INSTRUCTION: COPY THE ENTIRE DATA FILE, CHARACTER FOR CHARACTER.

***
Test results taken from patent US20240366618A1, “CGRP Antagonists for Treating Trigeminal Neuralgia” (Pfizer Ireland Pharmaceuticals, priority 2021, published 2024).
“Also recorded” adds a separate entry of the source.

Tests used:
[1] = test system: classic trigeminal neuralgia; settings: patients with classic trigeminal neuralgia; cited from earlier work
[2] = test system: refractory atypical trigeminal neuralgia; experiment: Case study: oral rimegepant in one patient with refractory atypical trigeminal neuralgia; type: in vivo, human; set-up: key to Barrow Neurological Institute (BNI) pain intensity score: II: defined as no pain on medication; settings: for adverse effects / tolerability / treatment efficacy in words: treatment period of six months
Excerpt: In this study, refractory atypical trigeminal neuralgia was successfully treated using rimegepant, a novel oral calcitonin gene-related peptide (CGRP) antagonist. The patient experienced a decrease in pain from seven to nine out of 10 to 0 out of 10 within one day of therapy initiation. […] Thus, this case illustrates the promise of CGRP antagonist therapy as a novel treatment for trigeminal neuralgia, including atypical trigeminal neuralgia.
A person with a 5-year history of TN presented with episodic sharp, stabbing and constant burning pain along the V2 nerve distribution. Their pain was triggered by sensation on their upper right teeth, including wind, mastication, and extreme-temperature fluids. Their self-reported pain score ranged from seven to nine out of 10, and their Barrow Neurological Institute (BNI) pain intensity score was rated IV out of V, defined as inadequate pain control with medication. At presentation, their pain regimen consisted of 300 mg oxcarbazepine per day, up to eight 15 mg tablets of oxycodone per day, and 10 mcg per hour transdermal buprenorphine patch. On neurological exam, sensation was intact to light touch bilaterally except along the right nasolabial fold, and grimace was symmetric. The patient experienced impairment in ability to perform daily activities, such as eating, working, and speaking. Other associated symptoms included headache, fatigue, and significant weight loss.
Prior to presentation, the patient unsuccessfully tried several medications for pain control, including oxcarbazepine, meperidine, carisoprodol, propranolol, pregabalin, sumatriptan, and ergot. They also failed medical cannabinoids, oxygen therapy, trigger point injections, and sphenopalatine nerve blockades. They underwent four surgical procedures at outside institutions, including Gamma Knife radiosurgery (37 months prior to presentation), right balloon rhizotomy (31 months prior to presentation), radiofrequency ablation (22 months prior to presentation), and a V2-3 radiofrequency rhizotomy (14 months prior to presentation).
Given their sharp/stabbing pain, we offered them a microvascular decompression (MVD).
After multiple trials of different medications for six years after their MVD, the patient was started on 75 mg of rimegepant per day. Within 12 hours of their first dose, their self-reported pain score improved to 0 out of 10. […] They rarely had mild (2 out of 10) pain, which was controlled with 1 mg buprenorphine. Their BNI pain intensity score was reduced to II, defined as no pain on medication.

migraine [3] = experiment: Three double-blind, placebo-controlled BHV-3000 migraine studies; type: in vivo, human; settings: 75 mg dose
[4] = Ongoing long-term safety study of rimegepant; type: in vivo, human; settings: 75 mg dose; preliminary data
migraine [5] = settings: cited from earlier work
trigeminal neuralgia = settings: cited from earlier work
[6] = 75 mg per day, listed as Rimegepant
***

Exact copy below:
Test results taken from patent US20240366618A1, “CGRP Antagonists for Treating Trigeminal Neuralgia” (Pfizer Ireland Pharmaceuticals, priority 2021, published 2024).
“Also recorded” adds a separate entry of the source.

Tests used:
[1] = test system: classic trigeminal neuralgia; settings: patients with classic trigeminal neuralgia; cited from earlier work
[2] = test system: refractory atypical trigeminal neuralgia; experiment: Case study: oral rimegepant in one patient with refractory atypical trigeminal neuralgia; type: in vivo, human; set-up: key to Barrow Neurological Institute (BNI) pain intensity score: II: defined as no pain on medication; settings: for adverse effects / tolerability / treatment efficacy in words: treatment period of six months
Excerpt: In this study, refractory atypical trigeminal neuralgia was successfully treated using rimegepant, a novel oral calcitonin gene-related peptide (CGRP) antagonist. The patient experienced a decrease in pain from seven to nine out of 10 to 0 out of 10 within one day of therapy initiation. […] Thus, this case illustrates the promise of CGRP antagonist therapy as a novel treatment for trigeminal neuralgia, including atypical trigeminal neuralgia.
A person with a 5-year history of TN presented with episodic sharp, stabbing and constant burning pain along the V2 nerve distribution. Their pain was triggered by sensation on their upper right teeth, including wind, mastication, and extreme-temperature fluids. Their self-reported pain score ranged from seven to nine out of 10, and their Barrow Neurological Institute (BNI) pain intensity score was rated IV out of V, defined as inadequate pain control with medication. At presentation, their pain regimen consisted of 300 mg oxcarbazepine per day, up to eight 15 mg tablets of oxycodone per day, and 10 mcg per hour transdermal buprenorphine patch. On neurological exam, sensation was intact to light touch bilaterally except along the right nasolabial fold, and grimace was symmetric. The patient experienced impairment in ability to perform daily activities, such as eating, working, and speaking. Other associated symptoms included headache, fatigue, and significant weight loss.
Prior to presentation, the patient unsuccessfully tried several medications for pain control, including oxcarbazepine, meperidine, carisoprodol, propranolol, pregabalin, sumatriptan, and ergot. They also failed medical cannabinoids, oxygen therapy, trigger point injections, and sphenopalatine nerve blockades. They underwent four surgical procedures at outside institutions, including Gamma Knife radiosurgery (37 months prior to presentation), right balloon rhizotomy (31 months prior to presentation), radiofrequency ablation (22 months prior to presentation), and a V2-3 radiofrequency rhizotomy (14 months prior to presentation).
Given their sharp/stabbing pain, we offered them a microvascular decompression (MVD).
After multiple trials of different medications for six years after their MVD, the patient was started on 75 mg of rimegepant per day. Within 12 hours of their first dose, their self-reported pain score improved to 0 out of 10. […] They rarely had mild (2 out of 10) pain, which was controlled with 1 mg buprenorphine. Their BNI pain intensity score was reduced to II, defined as no pain on medication.

migraine [3] = experiment: Three double-blind, placebo-controlled BHV-3000 migraine studies; type: in vivo, human; settings: 75 mg dose
[4] = Ongoing long-term safety study of rimegepant; type: in vivo, human; settings: 75 mg dose; preliminary data
migraine [5] = settings: cited from earlier work
trigeminal neuralgia = settings: cited from earlier work
[6] = 75 mg per day, listed as Rimegepant